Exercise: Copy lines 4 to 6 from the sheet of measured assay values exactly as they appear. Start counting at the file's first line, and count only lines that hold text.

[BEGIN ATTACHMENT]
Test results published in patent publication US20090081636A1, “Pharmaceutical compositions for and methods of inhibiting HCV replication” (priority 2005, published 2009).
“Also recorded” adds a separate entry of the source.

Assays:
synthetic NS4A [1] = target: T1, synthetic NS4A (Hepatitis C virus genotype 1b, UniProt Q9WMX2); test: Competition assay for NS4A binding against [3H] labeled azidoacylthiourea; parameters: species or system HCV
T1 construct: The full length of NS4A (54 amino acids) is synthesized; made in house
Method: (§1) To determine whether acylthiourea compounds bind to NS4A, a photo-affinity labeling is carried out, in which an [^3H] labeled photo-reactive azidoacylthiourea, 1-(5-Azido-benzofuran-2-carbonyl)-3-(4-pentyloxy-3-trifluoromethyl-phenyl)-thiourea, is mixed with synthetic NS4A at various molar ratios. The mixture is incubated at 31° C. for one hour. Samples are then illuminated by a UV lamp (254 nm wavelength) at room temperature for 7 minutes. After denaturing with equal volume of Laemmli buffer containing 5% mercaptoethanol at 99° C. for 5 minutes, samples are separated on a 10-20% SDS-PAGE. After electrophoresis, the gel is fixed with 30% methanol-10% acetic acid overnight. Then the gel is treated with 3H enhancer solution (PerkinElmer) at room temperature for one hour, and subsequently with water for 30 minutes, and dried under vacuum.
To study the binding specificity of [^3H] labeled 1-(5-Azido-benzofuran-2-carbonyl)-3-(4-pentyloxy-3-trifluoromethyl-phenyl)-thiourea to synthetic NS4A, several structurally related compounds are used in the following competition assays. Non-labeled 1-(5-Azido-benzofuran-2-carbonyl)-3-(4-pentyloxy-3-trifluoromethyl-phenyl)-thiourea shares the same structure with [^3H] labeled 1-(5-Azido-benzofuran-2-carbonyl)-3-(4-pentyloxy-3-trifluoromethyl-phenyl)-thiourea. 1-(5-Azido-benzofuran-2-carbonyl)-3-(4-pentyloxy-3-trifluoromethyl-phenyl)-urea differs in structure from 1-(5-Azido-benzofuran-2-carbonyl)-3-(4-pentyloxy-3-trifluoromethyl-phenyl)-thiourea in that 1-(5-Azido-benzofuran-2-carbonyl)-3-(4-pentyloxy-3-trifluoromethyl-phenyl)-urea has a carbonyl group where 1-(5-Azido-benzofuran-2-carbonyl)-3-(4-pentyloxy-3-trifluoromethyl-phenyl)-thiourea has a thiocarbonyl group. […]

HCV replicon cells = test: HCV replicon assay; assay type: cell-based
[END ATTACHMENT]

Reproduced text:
synthetic NS4A [1] = target: T1, synthetic NS4A (Hepatitis C virus genotype 1b, UniProt Q9WMX2); test: Competition assay for NS4A binding against [3H] labeled azidoacylthiourea; parameters: species or system HCV
T1 construct: The full length of NS4A (54 amino acids) is synthesized; made in house
Method: (§1) To determine whether acylthiourea compounds bind to NS4A, a photo-affinity labeling is carried out, in which an [^3H] labeled photo-reactive azidoacylthiourea, 1-(5-Azido-benzofuran-2-carbonyl)-3-(4-pentyloxy-3-trifluoromethyl-phenyl)-thiourea, is mixed with synthetic NS4A at various molar ratios. The mixture is incubated at 31° C. for one hour. Samples are then illuminated by a UV lamp (254 nm wavelength) at room temperature for 7 minutes. After denaturing with equal volume of Laemmli buffer containing 5% mercaptoethanol at 99° C. for 5 minutes, samples are separated on a 10-20% SDS-PAGE. After electrophoresis, the gel is fixed with 30% methanol-10% acetic acid overnight. Then the gel is treated with 3H enhancer solution (PerkinElmer) at room temperature for one hour, and subsequently with water for 30 minutes, and dried under vacuum.